(Bloomberg Politics) — Florida Gov. Rick Scott’s on-again, off-again relationship with the Patient Protection and Affordable Care Act (PPACA) Medicaid expansion program made waves Friday when an Associated Press report that he had “conceded” that his 2013 support for the expansion was a “ruse” went viral.
In 2013 “the Republican governor said [his mother’s] death had changed his perspective and he could no longer ‘in good conscience’ oppose expanding health care coverage to nearly 1 million Floridians,” the AP reported, referring to his February speech, following the death of his mother, in support of the expansion.
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“Scott conceded this week that was all a ruse,” the story continued. According to the AP, Scott said the move was meant to gain permission from the Obama administration to privatize Medicaid through a waiver, which the state formally received in June 2013. The story didn’t quote Scott, or specify when he made the comment other than “this week.”
Scott’s communications director, Jackie Schutz, pushed back on the AP report in a statement, saying the governor’s office believes the AP story was based on an exchange between Scott and a reporter on Thursday:
“The AP incorrectly characterized the governor’s comments yesterday. The governor was asked by an AP reporter whether or not his support for Medicaid expansion in 2013 was a ‘lie.’ Gov. Scott answered the question by discussing that he came out in support of Medicaid expansion, only if it was fully federally funded, at the same time the federal government granted Florida a waiver to let the state reform its Medicaid system. Unfortunately, the AP editorialized the governor’s statement.”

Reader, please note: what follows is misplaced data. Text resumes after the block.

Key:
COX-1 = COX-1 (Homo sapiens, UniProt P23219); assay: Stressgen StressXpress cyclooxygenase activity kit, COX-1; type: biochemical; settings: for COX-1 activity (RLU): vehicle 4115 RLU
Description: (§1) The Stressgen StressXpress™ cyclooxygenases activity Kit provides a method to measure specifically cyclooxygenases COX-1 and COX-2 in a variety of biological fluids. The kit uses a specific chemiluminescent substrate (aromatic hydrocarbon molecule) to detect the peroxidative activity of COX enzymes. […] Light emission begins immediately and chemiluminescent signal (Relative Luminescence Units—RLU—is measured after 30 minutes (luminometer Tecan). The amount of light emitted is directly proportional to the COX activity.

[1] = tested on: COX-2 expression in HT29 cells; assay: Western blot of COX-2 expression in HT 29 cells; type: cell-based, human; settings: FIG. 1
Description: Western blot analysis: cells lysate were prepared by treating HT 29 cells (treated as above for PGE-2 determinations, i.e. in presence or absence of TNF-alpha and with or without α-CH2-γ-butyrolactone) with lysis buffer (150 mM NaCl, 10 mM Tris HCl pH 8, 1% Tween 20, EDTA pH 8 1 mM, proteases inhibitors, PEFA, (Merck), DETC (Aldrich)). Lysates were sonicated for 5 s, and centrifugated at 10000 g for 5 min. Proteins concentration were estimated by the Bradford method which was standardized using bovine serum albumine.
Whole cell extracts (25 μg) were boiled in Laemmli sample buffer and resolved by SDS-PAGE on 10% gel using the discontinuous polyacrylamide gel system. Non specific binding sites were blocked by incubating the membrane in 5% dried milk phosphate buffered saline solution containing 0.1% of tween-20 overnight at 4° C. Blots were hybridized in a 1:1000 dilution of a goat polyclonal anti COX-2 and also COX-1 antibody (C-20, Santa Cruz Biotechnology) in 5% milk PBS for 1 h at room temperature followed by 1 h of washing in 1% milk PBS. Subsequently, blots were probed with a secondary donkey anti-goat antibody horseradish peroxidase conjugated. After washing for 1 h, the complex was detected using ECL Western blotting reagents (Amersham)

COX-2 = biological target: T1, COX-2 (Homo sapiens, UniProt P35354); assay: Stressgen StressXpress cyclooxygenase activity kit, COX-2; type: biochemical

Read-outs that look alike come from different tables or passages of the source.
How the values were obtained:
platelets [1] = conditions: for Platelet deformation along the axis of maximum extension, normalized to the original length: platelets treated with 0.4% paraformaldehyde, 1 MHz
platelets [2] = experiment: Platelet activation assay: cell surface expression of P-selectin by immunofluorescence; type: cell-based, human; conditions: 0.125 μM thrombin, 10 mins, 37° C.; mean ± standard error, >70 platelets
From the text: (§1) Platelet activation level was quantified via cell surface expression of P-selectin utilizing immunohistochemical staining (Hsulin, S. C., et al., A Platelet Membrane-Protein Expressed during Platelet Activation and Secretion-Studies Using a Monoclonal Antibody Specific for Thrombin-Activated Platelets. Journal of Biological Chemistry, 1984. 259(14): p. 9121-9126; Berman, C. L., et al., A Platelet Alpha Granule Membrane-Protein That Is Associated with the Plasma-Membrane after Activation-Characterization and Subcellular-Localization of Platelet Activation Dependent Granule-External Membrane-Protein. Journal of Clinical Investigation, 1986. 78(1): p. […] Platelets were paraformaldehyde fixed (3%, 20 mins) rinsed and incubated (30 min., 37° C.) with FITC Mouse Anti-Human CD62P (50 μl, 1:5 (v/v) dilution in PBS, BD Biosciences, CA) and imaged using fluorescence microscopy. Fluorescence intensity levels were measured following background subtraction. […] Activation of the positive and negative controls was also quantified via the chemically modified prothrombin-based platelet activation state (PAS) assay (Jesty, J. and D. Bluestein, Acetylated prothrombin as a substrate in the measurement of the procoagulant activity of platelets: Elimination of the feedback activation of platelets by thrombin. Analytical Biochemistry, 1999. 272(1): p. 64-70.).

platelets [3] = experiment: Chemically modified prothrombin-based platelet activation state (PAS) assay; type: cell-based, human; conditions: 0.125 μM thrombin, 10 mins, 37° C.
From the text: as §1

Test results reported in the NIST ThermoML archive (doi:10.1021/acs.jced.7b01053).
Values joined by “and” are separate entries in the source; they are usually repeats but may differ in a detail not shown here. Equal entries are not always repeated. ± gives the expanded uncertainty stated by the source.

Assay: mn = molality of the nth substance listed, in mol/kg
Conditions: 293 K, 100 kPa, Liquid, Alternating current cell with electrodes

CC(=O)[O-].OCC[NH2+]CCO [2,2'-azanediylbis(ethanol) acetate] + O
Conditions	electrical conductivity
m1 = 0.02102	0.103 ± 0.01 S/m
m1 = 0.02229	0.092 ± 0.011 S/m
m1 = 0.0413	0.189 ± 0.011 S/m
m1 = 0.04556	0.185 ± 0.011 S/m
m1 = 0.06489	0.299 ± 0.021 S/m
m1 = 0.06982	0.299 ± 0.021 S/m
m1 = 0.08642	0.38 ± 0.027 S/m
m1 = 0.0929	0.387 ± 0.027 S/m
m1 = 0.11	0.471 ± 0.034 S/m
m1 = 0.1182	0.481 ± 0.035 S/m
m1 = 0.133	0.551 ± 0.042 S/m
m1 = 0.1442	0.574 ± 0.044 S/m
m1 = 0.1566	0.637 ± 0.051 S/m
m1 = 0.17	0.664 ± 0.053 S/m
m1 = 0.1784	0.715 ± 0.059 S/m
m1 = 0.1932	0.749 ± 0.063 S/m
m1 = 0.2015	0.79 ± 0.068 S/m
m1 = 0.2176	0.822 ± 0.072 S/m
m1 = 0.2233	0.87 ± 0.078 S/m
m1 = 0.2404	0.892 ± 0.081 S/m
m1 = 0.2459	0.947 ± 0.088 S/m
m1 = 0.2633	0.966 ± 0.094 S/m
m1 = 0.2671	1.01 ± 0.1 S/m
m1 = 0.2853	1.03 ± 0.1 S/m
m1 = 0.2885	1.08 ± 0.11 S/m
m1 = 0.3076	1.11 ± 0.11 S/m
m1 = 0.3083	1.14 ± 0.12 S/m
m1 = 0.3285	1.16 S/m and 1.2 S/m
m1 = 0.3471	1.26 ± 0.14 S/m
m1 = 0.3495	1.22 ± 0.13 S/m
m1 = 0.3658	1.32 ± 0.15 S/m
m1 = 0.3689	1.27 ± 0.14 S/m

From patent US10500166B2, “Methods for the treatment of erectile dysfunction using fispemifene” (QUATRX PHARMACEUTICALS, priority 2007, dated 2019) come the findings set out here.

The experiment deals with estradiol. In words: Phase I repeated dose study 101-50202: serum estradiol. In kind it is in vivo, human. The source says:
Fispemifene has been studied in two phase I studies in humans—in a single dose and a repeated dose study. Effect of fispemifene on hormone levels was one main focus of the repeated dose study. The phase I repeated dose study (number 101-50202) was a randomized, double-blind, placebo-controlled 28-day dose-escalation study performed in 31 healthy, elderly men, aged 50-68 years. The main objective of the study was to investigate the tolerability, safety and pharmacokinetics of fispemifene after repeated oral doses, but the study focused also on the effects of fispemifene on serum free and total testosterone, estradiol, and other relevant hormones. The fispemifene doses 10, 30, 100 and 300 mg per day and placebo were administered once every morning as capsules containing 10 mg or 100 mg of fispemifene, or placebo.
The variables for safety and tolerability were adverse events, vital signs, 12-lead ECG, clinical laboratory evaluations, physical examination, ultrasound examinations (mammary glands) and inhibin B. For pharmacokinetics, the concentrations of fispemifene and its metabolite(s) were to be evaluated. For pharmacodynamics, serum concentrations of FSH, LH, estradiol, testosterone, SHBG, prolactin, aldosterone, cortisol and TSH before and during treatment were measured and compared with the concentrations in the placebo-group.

Schutz also sent audio of the exchange. After being asked if he was “lying” about his reasons for supporting the Medicaid expansion in 2013 (he has since walked back his support) Scott said that he was never “willing to put our tax payers on the hook for something where the federal government won’t allow us to run a program the way we’d like to run it.”
Paul Colford, the director of AP Media Relations, declined to say whether the exchange referenced by Scott’s team was the basis for the article, or respond to Scott’s statement. “We are standing by our reporting,” he said.